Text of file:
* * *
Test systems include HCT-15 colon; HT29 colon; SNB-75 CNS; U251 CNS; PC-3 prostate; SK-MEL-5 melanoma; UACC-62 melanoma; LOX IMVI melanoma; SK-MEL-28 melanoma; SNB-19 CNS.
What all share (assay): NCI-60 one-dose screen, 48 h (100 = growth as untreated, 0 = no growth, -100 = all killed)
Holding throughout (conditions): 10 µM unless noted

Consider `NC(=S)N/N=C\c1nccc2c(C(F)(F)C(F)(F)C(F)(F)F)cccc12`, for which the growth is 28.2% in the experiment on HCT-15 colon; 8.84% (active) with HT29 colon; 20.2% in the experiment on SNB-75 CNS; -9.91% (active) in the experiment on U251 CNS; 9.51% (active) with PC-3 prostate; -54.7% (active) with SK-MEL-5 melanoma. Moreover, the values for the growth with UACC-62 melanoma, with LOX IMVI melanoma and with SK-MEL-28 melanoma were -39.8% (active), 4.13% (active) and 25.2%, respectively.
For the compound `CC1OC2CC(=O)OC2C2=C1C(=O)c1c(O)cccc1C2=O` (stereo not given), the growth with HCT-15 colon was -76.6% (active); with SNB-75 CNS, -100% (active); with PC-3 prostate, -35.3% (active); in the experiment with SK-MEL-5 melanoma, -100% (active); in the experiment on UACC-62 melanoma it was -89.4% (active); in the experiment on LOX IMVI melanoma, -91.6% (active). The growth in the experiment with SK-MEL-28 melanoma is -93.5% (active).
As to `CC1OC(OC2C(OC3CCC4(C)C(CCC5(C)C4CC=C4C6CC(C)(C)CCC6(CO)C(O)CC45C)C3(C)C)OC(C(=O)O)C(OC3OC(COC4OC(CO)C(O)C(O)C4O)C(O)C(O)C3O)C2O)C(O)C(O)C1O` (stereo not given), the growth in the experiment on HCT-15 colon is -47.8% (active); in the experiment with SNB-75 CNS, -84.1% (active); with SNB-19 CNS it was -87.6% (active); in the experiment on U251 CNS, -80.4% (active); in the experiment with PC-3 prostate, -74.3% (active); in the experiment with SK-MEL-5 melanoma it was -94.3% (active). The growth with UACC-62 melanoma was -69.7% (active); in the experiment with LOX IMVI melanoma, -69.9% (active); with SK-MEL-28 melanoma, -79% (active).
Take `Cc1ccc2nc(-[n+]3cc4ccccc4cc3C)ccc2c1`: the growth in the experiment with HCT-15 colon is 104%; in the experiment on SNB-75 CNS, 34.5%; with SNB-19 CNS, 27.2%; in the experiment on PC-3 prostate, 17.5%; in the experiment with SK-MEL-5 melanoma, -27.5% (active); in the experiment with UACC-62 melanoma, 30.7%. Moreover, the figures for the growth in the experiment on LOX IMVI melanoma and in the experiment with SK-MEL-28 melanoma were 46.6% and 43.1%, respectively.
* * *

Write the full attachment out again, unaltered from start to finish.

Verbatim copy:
Test systems include HCT-15 colon; HT29 colon; SNB-75 CNS; U251 CNS; PC-3 prostate; SK-MEL-5 melanoma; UACC-62 melanoma; LOX IMVI melanoma; SK-MEL-28 melanoma; SNB-19 CNS.
What all share (assay): NCI-60 one-dose screen, 48 h (100 = growth as untreated, 0 = no growth, -100 = all killed)
Holding throughout (conditions): 10 µM unless noted

Consider `NC(=S)N/N=C\c1nccc2c(C(F)(F)C(F)(F)C(F)(F)F)cccc12`, for which the growth is 28.2% in the experiment on HCT-15 colon; 8.84% (active) with HT29 colon; 20.2% in the experiment on SNB-75 CNS; -9.91% (active) in the experiment on U251 CNS; 9.51% (active) with PC-3 prostate; -54.7% (active) with SK-MEL-5 melanoma. Moreover, the values for the growth with UACC-62 melanoma, with LOX IMVI melanoma and with SK-MEL-28 melanoma were -39.8% (active), 4.13% (active) and 25.2%, respectively.
For the compound `CC1OC2CC(=O)OC2C2=C1C(=O)c1c(O)cccc1C2=O` (stereo not given), the growth with HCT-15 colon was -76.6% (active); with SNB-75 CNS, -100% (active); with PC-3 prostate, -35.3% (active); in the experiment with SK-MEL-5 melanoma, -100% (active); in the experiment on UACC-62 melanoma it was -89.4% (active); in the experiment on LOX IMVI melanoma, -91.6% (active). The growth in the experiment with SK-MEL-28 melanoma is -93.5% (active).
As to `CC1OC(OC2C(OC3CCC4(C)C(CCC5(C)C4CC=C4C6CC(C)(C)CCC6(CO)C(O)CC45C)C3(C)C)OC(C(=O)O)C(OC3OC(COC4OC(CO)C(O)C(O)C4O)C(O)C(O)C3O)C2O)C(O)C(O)C1O` (stereo not given), the growth in the experiment on HCT-15 colon is -47.8% (active); in the experiment with SNB-75 CNS, -84.1% (active); with SNB-19 CNS it was -87.6% (active); in the experiment on U251 CNS, -80.4% (active); in the experiment with PC-3 prostate, -74.3% (active); in the experiment with SK-MEL-5 melanoma it was -94.3% (active). The growth with UACC-62 melanoma was -69.7% (active); in the experiment with LOX IMVI melanoma, -69.9% (active); with SK-MEL-28 melanoma, -79% (active).
Take `Cc1ccc2nc(-[n+]3cc4ccccc4cc3C)ccc2c1`: the growth in the experiment with HCT-15 colon is 104%; in the experiment on SNB-75 CNS, 34.5%; with SNB-19 CNS, 27.2%; in the experiment on PC-3 prostate, 17.5%; in the experiment with SK-MEL-5 melanoma, -27.5% (active); in the experiment with UACC-62 melanoma, 30.7%. Moreover, the figures for the growth in the experiment on LOX IMVI melanoma and in the experiment with SK-MEL-28 melanoma were 46.6% and 43.1%, respectively.